Sunday, 16 February 2014

Dogs 'n' Dough, Manchester

Carefully coiffured males sit cheek to cheek, Gosling-esque arms emerging from their tight V-neck tees, not a trace of five o'clock shadow in sight. Removed from the constraints of their daily lives, these men are here to indulge, to submit themselves to their inner desires - free from judgment and guilt. They speak not of their time here above ground: these men have Tyler Durden's well known rules ingrained into their souls. 

Only, this isn't Fight Club. Nor is it a coming-out story, masquerading as a soft porn webzine.

This, my friends, is Carb Club.

...or at least that's what it felt a little like. Dogs 'n' Dough, an underground, side-street bar and diner, for some unknown reason, appears to be most heavily frequented by preened young men; metrosexuality personified. In my cinematic daydreaming, I came to the conclusion that these fellas must be here to feast as part of a secret society. Gym fiends by day, carb connoisseurs by night.

Whilst these flippant notions are yet to be confirmed, if such outfits do exist, Dogs 'n' Dough would be the meeting venue of choice. The menu, once short but sweet, has now taken a Hulk-like approach to the humble hot dog. Intending to keep punters coming back for more, there's now near-on twenty variations of the things. Personally, I'm a purist - but we happily took a gamble on the Philly Cheese Steak version. It came loaded with peppers, pieces of beef and cheese sauce. The sausage itself is one of the best frankfurter-style ones I've tasted - and that, for me, is why I'll keep it naked next time. I want to taste that meat, not cover it up. If, however, you're somewhat more adventurous than I, then you'll likely be jizzing all over your seat when you see the creations coming out of this kitchen.

'Nuff said on the dogs. Let's not forget the reasoning behind the rest of this joint's name. The dough. No, the staff don't bring out plates of cash - man, what a concept that would be! - but pizzas served straight outta the box, takeaway style. I'll precis this with the fact that over the last few months, I've been treated to pizza cooked in a homemade pizza oven by a man on a mission to perfect the humble slice (a.k.a Bailey of Good Gobble Blog). So, I've eaten a lot of damn good pizza, and sadly, this stuff didn't quite deliver. 

Somewhere, there was a lack of seasoning: hard to work out whether it was the sauce or the base. Another couple of minutes in the oven wouldn't have hurt either. This wasn't a traditional style pizza, and nor, I suppose, is it trying to be. It's not quite the Americanised version either though. Toppings were fine - Jamie chose the Caribbean Dream. I'd like to see how their Margherita compares next time. See: the purist in me pops out, yet again.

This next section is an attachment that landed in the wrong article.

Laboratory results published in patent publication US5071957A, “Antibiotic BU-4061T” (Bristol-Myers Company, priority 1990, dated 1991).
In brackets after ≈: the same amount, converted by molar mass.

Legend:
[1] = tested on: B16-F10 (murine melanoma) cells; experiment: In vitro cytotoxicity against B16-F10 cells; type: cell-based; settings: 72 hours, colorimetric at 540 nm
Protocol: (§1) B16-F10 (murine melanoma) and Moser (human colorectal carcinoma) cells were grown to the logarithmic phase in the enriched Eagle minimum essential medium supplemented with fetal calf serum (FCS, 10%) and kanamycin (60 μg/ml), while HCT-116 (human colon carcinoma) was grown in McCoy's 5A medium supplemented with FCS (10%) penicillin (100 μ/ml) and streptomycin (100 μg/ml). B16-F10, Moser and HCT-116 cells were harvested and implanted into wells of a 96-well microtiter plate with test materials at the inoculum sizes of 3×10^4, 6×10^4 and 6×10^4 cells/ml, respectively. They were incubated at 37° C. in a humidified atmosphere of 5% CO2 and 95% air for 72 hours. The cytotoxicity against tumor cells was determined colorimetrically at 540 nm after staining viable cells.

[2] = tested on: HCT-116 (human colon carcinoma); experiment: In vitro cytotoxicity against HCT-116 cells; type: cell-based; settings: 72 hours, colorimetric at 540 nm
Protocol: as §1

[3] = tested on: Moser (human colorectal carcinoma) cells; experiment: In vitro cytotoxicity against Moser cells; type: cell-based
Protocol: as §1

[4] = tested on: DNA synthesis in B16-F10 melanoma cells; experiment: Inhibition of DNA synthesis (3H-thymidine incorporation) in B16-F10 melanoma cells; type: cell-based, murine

Ron Burgundy's the gent on the right. 
The BBQ beans were tasty, although I'm not sure they were homemade. The coleslaw definitely was, and I could eat theirs by the bucket, though a touch less salt here might have my made my liver feel a little happier.

One part of the menu these guys have completed nailed is their cocktails. I was gleeful at spotting the return of an old favourite (from their Corridor days), the Matinee. Unfortunately, they were out of one of the ingredients; no complaints here as I'll happily work my way through this menu. Favourites were the Miss Kitty (rhubarb, lemon, butterscotch), and the Ron Burgundy (Johnny Walker Red, peach bitters, apricot brandy, cinnamon). Yes, it did go down, down, down into our bellies. There's also a decent selection of beers, and the Kona rep was in to give us a full run-through. Their pale ale was my fave - and at less than 6% shouldn't leave you too shit faced. A careful consideration for beers these days.

Dogs 'n' Dough serve food 'til 11pm every night, except Sundays (when it's 'til 9), and have pitched the tone of their offerings just right for punters who fancy a late night bite to eat. Whilst I'm not a massive fan of their pizzas, I seem to be in somewhat of a silo, as others were mighty happy chowing down on these mammoth offerings all night. Hey, you can't please everyone: besides, the dogs 'n' drink are more than enough to keep me going back.

Props to the team for having my favourite looking bar - and menu - in Manchester. These guys know design.

Disclaimer: yup, we were invited for a freebie. Nope, this didn't make me say anything different than if I'd been paying. And I said it to their faces anywayz. Besides, this place is such good value (all pizzas and dogs under a tenner and cocktails at £4.50 in happy hour) that you should make your mind up on it for yourself.

Dogs n Dough on Urbanspoon

Saturday, 15 February 2014

The Alchemist, New York Street

Let's start with a confession. I don't really like The Alchemist.